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cerebrotendinous xanthomatosis

MIM.213700 2q33-qter

Tuesday 28 February 2006

Definition: Cerebrotendinous xanthomatosis (CTX) is a familial sterol storage disease based on an inborn error of metabolism involving bile acid synthesis.

Cerebrotendinous xanthomatosis is a rare, inherited lipid-storage disease characterized clinically by progressive neurologic dysfunction (cerebellar ataxia beginning after puberty, systemic spinal cord involvement and a pseudobulbar phase leading to death), premature atherosclerosis, and cataracts.

Large deposits of cholesterol and cholestanol are found in virtually every tissue, particularly the Achilles tendons, brain, and lungs.

Predominant clinical features are a chronic progressive neurological syndrome, mental deterioration, bilateral cataract and xanthomas.

Cholestanol, the 5-alpha-dihydro derivative of cholesterol, is enriched relative to cholesterol in all tissues.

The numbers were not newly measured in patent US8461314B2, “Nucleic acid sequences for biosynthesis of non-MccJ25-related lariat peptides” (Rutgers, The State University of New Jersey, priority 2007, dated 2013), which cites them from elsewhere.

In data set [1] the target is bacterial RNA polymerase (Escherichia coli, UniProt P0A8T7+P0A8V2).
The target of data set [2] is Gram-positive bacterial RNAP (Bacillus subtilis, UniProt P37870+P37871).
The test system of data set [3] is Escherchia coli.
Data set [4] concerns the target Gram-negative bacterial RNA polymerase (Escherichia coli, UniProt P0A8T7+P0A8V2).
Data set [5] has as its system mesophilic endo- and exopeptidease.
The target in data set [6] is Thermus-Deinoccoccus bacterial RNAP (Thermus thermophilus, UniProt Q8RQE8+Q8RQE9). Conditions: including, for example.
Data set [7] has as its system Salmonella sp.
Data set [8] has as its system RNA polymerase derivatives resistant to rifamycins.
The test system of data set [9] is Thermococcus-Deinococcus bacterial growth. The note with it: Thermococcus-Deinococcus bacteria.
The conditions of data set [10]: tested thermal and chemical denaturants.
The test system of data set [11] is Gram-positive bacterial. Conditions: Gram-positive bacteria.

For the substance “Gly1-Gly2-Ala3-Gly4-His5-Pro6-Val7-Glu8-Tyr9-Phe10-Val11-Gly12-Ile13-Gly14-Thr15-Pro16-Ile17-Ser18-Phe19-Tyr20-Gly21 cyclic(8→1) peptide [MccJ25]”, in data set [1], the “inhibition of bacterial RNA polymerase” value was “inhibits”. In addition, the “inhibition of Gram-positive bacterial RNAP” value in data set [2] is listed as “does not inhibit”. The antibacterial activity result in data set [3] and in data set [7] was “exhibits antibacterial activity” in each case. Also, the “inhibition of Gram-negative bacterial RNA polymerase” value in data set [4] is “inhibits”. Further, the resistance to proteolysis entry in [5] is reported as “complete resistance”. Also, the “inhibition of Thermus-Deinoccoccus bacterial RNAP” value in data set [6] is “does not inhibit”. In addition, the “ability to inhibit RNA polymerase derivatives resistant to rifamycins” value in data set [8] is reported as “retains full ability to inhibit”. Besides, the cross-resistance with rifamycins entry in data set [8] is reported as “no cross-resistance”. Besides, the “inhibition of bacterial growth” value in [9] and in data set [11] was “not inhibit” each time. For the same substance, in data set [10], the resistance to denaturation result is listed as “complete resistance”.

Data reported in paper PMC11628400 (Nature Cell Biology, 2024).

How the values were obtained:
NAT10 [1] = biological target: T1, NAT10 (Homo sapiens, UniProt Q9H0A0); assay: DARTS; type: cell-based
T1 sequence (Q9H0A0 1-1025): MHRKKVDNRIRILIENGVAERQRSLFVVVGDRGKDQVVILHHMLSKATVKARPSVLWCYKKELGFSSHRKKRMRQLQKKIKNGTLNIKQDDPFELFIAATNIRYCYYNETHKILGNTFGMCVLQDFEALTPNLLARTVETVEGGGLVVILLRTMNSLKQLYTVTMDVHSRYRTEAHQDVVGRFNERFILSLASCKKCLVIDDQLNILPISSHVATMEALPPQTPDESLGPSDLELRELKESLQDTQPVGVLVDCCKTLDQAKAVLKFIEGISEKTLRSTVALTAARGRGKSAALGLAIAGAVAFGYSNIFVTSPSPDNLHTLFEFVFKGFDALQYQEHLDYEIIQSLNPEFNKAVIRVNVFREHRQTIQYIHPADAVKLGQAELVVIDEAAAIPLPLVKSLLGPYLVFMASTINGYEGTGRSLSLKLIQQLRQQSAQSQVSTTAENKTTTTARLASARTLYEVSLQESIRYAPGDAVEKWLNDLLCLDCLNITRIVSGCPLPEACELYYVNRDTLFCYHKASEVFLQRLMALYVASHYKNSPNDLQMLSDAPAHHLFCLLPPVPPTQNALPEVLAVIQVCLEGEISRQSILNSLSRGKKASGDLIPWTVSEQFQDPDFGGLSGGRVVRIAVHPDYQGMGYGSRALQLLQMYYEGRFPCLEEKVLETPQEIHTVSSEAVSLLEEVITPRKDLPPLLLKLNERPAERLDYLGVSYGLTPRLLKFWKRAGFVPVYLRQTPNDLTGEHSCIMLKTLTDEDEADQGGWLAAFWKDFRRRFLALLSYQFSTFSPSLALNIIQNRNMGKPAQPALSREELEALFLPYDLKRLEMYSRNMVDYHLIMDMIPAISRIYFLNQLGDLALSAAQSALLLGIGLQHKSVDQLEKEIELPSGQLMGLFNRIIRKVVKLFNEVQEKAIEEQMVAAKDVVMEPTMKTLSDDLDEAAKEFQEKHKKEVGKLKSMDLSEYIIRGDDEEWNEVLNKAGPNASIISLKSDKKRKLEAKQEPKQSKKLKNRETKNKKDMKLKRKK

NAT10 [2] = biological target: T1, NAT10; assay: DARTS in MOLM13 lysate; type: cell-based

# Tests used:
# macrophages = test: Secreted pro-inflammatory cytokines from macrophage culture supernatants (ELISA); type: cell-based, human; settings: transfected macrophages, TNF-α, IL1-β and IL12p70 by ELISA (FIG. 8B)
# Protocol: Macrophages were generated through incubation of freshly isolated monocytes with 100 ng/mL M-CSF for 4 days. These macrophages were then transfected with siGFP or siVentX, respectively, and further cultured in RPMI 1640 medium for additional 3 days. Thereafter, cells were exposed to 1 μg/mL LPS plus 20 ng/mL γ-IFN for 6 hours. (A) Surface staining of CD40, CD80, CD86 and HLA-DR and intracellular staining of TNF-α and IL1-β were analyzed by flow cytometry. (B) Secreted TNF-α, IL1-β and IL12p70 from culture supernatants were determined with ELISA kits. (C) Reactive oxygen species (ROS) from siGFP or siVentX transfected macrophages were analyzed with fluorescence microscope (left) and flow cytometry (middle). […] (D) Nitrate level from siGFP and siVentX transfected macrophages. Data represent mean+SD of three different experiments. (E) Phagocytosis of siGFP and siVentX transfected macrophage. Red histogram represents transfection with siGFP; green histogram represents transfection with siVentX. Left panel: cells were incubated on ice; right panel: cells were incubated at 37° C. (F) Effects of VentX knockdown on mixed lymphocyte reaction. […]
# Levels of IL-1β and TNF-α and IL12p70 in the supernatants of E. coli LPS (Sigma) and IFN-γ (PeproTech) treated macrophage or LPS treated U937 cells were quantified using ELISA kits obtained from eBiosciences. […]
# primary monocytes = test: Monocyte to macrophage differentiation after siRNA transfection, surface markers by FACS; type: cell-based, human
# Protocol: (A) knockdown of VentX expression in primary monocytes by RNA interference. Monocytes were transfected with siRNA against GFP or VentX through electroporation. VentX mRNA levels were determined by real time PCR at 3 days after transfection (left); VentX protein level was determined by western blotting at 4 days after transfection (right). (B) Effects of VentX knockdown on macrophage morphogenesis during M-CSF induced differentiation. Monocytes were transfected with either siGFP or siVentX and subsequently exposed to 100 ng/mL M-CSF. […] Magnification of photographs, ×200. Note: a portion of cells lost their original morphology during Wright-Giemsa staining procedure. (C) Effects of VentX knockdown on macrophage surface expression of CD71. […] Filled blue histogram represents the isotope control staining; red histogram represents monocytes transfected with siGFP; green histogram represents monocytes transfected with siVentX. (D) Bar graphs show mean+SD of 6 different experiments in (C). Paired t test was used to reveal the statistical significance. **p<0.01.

The diagnosis can be made by demonstrating cholestanol in abnormal amounts in the serum and tendon of persons suspected of being affected.

Plasma cholesterol concentrations are low normal in CTX patients.

The presence of xanthomas usually leads to the diagnosis, and the reverse is probably also true: without xanthomas the diagnosis will often not be made.

CTX may therefore be less rare than commonly thought, and the incidence of xanthomas in CTX may be overestimated.

Etiology

- Cerebrotendinous xanthomatosis is caused by mutation in the CYP27A1 gene (MIM.606530), which encodes sterol 27-hydroxylase.

References

- Cerebrotendinous xanthomatosis: a rare disease with diverse manifestations. Moghadasian MH, Salen G, Frohlich JJ, Scudamore CH. Arch Neurol. 2002 Apr;59(4):527-9. PMID: 11939886

- van Hellenberg Hubar JL, Joosten EM, Wevers RA. Cerebrotendinous xanthomatosis. Clin Neurol Neurosurg. 1992;94 Suppl:S165-7. PMID: 1320501